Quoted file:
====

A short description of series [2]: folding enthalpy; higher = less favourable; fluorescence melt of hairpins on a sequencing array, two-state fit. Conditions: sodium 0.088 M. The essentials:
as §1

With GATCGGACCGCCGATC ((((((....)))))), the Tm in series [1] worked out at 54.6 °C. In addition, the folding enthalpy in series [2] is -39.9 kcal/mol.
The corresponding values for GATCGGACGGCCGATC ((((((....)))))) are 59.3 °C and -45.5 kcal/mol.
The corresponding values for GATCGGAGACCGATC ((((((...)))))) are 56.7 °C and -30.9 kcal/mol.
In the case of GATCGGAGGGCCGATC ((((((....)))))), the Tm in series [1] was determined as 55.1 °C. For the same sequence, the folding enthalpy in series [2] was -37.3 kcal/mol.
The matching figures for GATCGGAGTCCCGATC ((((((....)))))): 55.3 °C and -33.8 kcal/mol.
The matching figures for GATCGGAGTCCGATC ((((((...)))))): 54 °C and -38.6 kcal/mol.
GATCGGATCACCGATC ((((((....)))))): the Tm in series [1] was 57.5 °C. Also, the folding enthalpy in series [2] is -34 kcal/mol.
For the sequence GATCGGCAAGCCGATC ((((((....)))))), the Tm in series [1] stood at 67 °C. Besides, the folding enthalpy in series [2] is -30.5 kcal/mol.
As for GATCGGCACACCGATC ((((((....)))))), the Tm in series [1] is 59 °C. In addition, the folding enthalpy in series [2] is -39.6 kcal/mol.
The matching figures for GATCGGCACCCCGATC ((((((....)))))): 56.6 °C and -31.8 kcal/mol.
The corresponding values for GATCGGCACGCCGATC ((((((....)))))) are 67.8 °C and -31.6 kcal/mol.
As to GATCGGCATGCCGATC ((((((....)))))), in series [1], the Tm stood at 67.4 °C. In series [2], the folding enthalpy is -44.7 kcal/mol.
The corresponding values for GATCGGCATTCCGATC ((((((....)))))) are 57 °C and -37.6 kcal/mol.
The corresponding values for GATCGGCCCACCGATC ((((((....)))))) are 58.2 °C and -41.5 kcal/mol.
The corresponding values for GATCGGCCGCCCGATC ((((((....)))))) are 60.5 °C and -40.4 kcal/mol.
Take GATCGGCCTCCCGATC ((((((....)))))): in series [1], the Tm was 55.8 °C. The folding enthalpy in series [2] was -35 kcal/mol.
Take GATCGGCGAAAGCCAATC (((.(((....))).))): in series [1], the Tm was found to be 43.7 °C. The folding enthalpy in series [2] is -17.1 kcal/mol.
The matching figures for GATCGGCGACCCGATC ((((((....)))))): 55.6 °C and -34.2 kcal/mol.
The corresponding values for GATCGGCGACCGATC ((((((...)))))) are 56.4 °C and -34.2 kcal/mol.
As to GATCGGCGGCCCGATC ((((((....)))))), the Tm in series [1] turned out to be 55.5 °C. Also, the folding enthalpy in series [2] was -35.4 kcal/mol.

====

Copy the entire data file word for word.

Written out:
A short description of series [2]: folding enthalpy; higher = less favourable; fluorescence melt of hairpins on a sequencing array, two-state fit. Conditions: sodium 0.088 M. The essentials:
as §1

With GATCGGACCGCCGATC ((((((....)))))), the Tm in series [1] worked out at 54.6 °C. In addition, the folding enthalpy in series [2] is -39.9 kcal/mol.
The corresponding values for GATCGGACGGCCGATC ((((((....)))))) are 59.3 °C and -45.5 kcal/mol.
The corresponding values for GATCGGAGACCGATC ((((((...)))))) are 56.7 °C and -30.9 kcal/mol.
In the case of GATCGGAGGGCCGATC ((((((....)))))), the Tm in series [1] was determined as 55.1 °C. For the same sequence, the folding enthalpy in series [2] was -37.3 kcal/mol.
The matching figures for GATCGGAGTCCCGATC ((((((....)))))): 55.3 °C and -33.8 kcal/mol.
The matching figures for GATCGGAGTCCGATC ((((((...)))))): 54 °C and -38.6 kcal/mol.
GATCGGATCACCGATC ((((((....)))))): the Tm in series [1] was 57.5 °C. Also, the folding enthalpy in series [2] is -34 kcal/mol.
For the sequence GATCGGCAAGCCGATC ((((((....)))))), the Tm in series [1] stood at 67 °C. Besides, the folding enthalpy in series [2] is -30.5 kcal/mol.
As for GATCGGCACACCGATC ((((((....)))))), the Tm in series [1] is 59 °C. In addition, the folding enthalpy in series [2] is -39.6 kcal/mol.
The matching figures for GATCGGCACCCCGATC ((((((....)))))): 56.6 °C and -31.8 kcal/mol.
The corresponding values for GATCGGCACGCCGATC ((((((....)))))) are 67.8 °C and -31.6 kcal/mol.
As to GATCGGCATGCCGATC ((((((....)))))), in series [1], the Tm stood at 67.4 °C. In series [2], the folding enthalpy is -44.7 kcal/mol.
The corresponding values for GATCGGCATTCCGATC ((((((....)))))) are 57 °C and -37.6 kcal/mol.
The corresponding values for GATCGGCCCACCGATC ((((((....)))))) are 58.2 °C and -41.5 kcal/mol.
The corresponding values for GATCGGCCGCCCGATC ((((((....)))))) are 60.5 °C and -40.4 kcal/mol.
Take GATCGGCCTCCCGATC ((((((....)))))): in series [1], the Tm was 55.8 °C. The folding enthalpy in series [2] was -35 kcal/mol.
Take GATCGGCGAAAGCCAATC (((.(((....))).))): in series [1], the Tm was found to be 43.7 °C. The folding enthalpy in series [2] is -17.1 kcal/mol.
The matching figures for GATCGGCGACCCGATC ((((((....)))))): 55.6 °C and -34.2 kcal/mol.
The corresponding values for GATCGGCGACCGATC ((((((...)))))) are 56.4 °C and -34.2 kcal/mol.
As to GATCGGCGGCCCGATC ((((((....)))))), the Tm in series [1] turned out to be 55.5 °C. Also, the folding enthalpy in series [2] was -35.4 kcal/mol.